Graduations, Celebrations, Personal Finance

Congratulations on finishing college! This is a big achievement and you should take this time to savor the moment that is the result of all your hard work. According to US government data, a college degree increases your lifetime earning potential by $1 Million. You are going to love the journey you are about to embark upon as you take charge of your life. And that includes taking charge of your own finances. But, where do you begin?

To quote the classic song from the movie Sound of Music, let’s start at the very beginning…a very good place to start. In the world of personal finance, that place would be to establish your goals. It can be long term like becoming a millionaire in the next 10 years. They can also be somewhat more immediate like upgrading your phone soon, saving for a vacation, or buying a new car next year. The important part is to list each goal by when you want to reach it – e.g., in the next one year, 1 to 2 years, more than 3 years, etc.

Once listed don’t just stop there. This is not a wish list. This is a list of goals you want to achieve by your target date. So, if you are serious about achieving them, put a price tag next to these goals. Putting a price tag even if Mom or Dad are going to pay some of it means you are taking responsibility for making it happen. The price doesn’t need to be exact, it just needs to be visible. Once you have the list, you can prioritize the items, update them or even delete them.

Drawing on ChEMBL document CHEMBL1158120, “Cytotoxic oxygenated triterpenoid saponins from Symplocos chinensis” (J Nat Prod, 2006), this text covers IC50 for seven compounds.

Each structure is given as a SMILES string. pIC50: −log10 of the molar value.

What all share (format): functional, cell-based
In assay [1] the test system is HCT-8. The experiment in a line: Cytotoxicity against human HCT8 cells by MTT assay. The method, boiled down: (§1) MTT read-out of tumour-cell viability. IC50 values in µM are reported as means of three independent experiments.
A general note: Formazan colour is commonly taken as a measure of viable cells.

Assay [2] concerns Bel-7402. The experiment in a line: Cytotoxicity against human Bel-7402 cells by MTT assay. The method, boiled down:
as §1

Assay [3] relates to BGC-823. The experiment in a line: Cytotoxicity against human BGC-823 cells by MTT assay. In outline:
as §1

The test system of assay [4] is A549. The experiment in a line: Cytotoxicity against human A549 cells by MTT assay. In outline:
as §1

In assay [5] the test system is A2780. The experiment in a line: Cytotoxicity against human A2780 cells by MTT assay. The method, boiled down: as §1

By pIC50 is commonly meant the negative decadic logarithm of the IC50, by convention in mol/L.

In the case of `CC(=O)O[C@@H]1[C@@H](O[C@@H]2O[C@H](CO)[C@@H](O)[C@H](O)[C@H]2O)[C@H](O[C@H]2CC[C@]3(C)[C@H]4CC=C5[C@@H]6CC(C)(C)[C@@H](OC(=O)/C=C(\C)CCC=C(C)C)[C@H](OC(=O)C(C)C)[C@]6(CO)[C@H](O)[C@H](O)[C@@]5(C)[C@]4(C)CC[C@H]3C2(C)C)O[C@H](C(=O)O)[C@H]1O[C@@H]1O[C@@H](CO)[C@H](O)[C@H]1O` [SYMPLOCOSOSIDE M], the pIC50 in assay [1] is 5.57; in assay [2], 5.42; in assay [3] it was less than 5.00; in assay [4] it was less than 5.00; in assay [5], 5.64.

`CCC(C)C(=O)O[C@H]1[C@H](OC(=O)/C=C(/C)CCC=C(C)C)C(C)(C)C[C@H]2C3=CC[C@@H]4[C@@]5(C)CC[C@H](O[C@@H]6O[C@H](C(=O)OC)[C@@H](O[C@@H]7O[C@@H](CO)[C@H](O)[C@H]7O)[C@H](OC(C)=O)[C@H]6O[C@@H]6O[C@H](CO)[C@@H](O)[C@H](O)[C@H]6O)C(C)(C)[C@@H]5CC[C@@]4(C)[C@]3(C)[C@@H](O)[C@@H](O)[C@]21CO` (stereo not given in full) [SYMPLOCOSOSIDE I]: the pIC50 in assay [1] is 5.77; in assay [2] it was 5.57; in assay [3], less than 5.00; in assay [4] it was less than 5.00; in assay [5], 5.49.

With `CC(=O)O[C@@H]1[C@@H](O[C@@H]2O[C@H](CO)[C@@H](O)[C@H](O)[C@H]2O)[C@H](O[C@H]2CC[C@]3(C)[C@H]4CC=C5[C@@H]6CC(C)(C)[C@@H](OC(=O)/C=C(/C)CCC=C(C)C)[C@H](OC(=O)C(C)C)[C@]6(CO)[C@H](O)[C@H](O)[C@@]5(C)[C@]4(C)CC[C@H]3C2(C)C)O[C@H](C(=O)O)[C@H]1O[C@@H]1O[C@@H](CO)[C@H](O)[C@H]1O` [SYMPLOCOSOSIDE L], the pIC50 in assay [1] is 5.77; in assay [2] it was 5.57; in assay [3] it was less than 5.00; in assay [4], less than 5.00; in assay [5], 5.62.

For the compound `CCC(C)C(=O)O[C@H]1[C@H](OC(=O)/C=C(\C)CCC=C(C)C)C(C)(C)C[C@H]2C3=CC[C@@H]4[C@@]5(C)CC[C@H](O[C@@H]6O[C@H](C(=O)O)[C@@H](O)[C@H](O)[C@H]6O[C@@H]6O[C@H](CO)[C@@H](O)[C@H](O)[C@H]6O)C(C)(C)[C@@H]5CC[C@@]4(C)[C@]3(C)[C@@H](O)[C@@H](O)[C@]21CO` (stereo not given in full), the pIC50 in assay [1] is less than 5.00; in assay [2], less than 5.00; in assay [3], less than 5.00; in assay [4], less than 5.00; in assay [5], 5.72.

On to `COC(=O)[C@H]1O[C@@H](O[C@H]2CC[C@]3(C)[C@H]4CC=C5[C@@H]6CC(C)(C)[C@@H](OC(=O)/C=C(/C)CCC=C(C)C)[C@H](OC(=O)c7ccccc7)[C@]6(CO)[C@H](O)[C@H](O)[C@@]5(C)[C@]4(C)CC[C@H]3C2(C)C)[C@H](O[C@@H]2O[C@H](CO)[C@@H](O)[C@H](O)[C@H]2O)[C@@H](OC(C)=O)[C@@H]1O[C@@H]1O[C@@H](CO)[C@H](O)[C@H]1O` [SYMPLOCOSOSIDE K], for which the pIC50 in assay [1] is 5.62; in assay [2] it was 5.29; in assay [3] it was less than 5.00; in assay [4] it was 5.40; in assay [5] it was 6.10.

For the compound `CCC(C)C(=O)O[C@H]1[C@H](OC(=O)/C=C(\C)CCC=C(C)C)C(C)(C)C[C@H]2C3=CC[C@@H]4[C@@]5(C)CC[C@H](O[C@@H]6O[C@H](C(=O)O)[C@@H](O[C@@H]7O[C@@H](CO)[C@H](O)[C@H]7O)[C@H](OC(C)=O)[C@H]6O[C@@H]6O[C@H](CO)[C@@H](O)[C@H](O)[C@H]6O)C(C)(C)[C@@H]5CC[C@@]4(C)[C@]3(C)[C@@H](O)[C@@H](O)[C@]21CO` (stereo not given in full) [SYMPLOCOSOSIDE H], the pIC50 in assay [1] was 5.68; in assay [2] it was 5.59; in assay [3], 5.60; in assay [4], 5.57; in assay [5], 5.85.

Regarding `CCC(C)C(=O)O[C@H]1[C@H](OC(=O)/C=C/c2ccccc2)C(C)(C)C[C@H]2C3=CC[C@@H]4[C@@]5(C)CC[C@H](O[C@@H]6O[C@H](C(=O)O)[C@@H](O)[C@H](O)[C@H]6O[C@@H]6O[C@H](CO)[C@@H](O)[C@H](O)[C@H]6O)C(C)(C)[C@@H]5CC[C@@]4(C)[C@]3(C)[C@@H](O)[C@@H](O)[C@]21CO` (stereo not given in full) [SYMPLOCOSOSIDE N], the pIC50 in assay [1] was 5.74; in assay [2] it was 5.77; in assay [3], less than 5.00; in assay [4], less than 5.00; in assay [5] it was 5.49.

Now that you have your goals, you need to find the money to pay for them. So, list your sources of income – e.g., if you have already landed a job that would come with a paycheck, or an internship, or you may get part-time or freelance gigs. Once you have a handle on your income, you can start to list your expenses. Then sort the expenses in three categories – must-haves, nice-to-haves, and don’t-need-anymore. This new list even has a technical name. It’s called a Budget. Congratulations, you have successfully created your first budget.

Sounds simple, right? Perhaps. But a 2013 Gallup survey showed that only 1 in 3 households creates a budget. Gallup also found that only 32 percent of US population is using their computers or online financial planners to manage their money. There were some striking disparities among the demographics. Of those with a high school degree or less, only 17 percent say they use a computer or online financial program. For those with a college degree the number jumps to 44 percent. For those who make $75,000 or more a year, 53 percent use financial programs versus 22 percent for those making less than $30,000 a year.

Bottom line, whether you use a scratch pad, online planner or a spreadsheet, when you put your income next to your expenses in a budget, you immediately know what’s within reach, what’s a few years away, and what’s completely irrational. The essential and non-essential separation of expenses takes away the mystery behind what you have to have money for and what can wait. And the state of calm that comes with this knowledge is what we all want to achieve.

My last piece of advice is that don’t let perfect be the enemy of good. There is no wrong way to take charge of your finances. A small start filled with missteps and learnings is better than not starting at all. So, once the party is over and the guests have left, get cracking on your budget and make your dreams a reality.

Good luck with the exciting road and a happy financial life ahead of you! Drop a line in the Comments section as you go through your journey and make new financial discoveries.


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